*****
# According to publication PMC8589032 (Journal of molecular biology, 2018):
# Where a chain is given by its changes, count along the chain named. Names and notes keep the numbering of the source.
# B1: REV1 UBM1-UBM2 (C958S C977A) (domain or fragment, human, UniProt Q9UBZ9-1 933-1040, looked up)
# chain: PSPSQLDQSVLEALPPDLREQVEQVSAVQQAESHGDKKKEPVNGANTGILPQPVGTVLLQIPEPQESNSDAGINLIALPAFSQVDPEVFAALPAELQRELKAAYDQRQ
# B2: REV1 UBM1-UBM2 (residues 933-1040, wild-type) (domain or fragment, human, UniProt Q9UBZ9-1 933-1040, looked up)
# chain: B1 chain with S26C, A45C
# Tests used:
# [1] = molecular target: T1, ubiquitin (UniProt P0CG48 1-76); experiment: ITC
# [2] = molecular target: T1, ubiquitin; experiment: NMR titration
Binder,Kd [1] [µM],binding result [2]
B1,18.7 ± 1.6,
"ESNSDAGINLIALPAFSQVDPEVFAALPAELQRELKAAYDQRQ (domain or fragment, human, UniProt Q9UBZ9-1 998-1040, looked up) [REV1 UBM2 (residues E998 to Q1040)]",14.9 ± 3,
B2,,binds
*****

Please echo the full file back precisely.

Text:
# According to publication PMC8589032 (Journal of molecular biology, 2018):
# Where a chain is given by its changes, count along the chain named. Names and notes keep the numbering of the source.
# B1: REV1 UBM1-UBM2 (C958S C977A) (domain or fragment, human, UniProt Q9UBZ9-1 933-1040, looked up)
# chain: PSPSQLDQSVLEALPPDLREQVEQVSAVQQAESHGDKKKEPVNGANTGILPQPVGTVLLQIPEPQESNSDAGINLIALPAFSQVDPEVFAALPAELQRELKAAYDQRQ
# B2: REV1 UBM1-UBM2 (residues 933-1040, wild-type) (domain or fragment, human, UniProt Q9UBZ9-1 933-1040, looked up)
# chain: B1 chain with S26C, A45C
# Tests used:
# [1] = molecular target: T1, ubiquitin (UniProt P0CG48 1-76); experiment: ITC
# [2] = molecular target: T1, ubiquitin; experiment: NMR titration
Binder,Kd [1] [µM],binding result [2]
B1,18.7 ± 1.6,
"ESNSDAGINLIALPAFSQVDPEVFAALPAELQRELKAAYDQRQ (domain or fragment, human, UniProt Q9UBZ9-1 998-1040, looked up) [REV1 UBM2 (residues E998 to Q1040)]",14.9 ± 3,
B2,,binds